Those who dismissed word of Nick Hornby’s first foray into music as little more than a vanity project are in for a disappointment. Lonely Avenue, the English novelist’s first collaboration with American songwriter Ben Folds, is an unequivocal triumph. Intelligently written, its 11 tracks manage to move and amuse in equal doses with their tales of illness, lust, love, faith and political scandals, making for one of the singer-songwriter records of the year and an album, which is never short of engaging.
The discipline of the project was such — Hornby would look after the album’s lyrics while Folds would mine his musical imagination to breathe life into the High Fidelity novelist’s words. On the face of it, the duo may be unlikely collaborators, but closer inspection shows them nearer in thought than one might think. Indeed, were Hornby’s name not on the record sleeve, one could have easily mistaken the lyrics to be Folds own. Both write songs as short stories, and Hornby’s particular strength is being able to nail the emotion he hopes to convey in a simple line.
It’s on repeated listens that his characters really worm their way in — the mother of the terminal ill child marking New Year’s Eve on ‘Picture Window’; the suspicious boyfriend hacking into his lover’s e-mail account on the Elvis Costello-tinged ‘Password’; the birthday girl of recently divorced parents on the warm pop of ‘Claire’s Ninth’; the one-hit-wonder singer forced to play his classic about his ex ‘Belinda’ every night; and the portrait of Levi Johnson, the dude who got Sarah Palin’s daughter pregnant, on album standout ‘Levi Johnson’s Blues’.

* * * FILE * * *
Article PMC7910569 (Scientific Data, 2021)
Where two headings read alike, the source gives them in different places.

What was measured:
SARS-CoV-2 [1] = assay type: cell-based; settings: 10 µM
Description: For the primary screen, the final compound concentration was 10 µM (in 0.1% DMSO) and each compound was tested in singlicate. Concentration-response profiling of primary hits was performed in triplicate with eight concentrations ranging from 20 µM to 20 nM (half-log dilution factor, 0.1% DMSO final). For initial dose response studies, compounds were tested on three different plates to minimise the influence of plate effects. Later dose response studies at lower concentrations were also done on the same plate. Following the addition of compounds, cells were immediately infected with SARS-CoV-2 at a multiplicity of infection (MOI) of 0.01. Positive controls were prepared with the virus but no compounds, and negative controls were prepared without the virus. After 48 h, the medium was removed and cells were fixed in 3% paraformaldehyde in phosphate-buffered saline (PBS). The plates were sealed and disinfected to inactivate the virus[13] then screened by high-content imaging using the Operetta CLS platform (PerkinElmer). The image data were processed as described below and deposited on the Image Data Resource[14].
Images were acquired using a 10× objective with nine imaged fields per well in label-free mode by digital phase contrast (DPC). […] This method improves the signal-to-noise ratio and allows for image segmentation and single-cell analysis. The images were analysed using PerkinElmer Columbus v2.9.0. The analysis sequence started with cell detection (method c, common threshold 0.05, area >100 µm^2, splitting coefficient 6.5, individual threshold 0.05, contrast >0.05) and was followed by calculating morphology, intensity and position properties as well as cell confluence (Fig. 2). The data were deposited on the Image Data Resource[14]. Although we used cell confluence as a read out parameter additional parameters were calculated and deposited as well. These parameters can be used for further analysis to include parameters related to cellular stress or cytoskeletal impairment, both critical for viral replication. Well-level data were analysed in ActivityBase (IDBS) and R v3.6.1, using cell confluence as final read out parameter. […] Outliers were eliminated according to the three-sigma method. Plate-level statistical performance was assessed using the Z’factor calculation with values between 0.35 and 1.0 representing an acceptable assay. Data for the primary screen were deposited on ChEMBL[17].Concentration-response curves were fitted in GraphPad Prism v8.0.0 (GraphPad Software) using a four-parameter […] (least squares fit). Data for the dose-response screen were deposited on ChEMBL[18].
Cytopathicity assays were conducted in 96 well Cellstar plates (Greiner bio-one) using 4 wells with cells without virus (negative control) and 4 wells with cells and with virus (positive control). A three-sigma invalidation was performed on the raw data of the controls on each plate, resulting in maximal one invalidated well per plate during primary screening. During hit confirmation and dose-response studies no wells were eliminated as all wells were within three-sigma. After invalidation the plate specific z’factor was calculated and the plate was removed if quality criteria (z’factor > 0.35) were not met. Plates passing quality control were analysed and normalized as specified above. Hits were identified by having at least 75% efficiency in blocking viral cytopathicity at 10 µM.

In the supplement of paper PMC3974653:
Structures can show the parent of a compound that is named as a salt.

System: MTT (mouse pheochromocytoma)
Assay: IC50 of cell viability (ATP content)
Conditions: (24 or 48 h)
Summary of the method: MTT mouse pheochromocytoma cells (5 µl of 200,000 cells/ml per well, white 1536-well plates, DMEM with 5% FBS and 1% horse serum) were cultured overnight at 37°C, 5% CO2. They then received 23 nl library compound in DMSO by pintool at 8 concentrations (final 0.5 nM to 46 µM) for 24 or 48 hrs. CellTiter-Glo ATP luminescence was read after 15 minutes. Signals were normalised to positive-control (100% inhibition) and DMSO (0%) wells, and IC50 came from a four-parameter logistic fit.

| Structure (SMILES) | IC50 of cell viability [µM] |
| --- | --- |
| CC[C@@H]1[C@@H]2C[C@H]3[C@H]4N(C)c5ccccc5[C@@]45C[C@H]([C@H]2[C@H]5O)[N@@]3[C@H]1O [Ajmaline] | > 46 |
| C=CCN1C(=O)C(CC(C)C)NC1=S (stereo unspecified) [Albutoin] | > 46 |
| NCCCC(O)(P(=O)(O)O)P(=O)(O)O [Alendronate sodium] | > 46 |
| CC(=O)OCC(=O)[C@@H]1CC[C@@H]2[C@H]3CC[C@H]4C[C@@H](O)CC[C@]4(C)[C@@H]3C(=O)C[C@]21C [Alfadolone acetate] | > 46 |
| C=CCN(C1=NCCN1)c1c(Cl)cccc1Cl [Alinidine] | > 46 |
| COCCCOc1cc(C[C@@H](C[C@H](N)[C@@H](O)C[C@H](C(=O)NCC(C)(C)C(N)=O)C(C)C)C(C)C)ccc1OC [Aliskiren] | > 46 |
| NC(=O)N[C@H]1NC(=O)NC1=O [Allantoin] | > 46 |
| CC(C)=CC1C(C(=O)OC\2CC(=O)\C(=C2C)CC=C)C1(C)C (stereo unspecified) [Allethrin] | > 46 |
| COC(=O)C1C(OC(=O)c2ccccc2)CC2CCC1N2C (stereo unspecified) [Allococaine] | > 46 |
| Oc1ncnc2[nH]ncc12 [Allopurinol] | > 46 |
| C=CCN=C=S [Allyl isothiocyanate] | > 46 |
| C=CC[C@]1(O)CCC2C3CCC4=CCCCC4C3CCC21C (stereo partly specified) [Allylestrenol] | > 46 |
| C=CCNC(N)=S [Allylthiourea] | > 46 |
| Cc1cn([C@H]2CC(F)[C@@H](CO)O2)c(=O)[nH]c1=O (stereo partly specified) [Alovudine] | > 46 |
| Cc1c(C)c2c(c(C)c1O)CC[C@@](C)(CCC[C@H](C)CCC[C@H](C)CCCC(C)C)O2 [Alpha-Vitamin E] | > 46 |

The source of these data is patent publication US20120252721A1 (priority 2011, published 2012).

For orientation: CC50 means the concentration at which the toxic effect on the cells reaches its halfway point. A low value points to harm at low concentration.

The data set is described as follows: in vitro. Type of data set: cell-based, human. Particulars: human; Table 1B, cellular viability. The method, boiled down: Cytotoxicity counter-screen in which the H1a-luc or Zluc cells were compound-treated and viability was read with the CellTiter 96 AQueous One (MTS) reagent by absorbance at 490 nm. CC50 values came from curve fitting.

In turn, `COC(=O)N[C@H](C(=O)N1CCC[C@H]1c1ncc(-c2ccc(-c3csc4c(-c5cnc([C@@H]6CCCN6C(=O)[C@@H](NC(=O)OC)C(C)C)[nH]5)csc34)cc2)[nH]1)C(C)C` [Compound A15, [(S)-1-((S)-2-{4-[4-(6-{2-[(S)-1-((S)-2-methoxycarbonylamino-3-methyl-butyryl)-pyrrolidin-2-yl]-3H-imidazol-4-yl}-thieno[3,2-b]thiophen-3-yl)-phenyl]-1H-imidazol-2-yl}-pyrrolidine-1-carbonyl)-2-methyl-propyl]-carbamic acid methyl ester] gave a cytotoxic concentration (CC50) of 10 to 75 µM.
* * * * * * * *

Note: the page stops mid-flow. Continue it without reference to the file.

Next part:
Folds, as ever, is on scintillating form. He particularly shines on the aforementioned ‘Belinda’ and the rollicking Southern-style rippling piano of ‘Doc Pomus’, Hornby’s tribute to the great songwriter who refused to let his disability get in the way of penning classics for the likes of Elvis and Ray Charles.
Throughout, Lonely Avenue is packed with such vignettes, all thoughtfully worded and complimented by whistle-friendly melodies and lush, fluid arrangements. It’s a record which harks back to the classic songwriters of past with slices of Elton John, Spector, Costello, Young, Stevie Wonder, Springsteen, McCartney and Wilson all vying for space as evident influences on one of the year’s unexpected greats.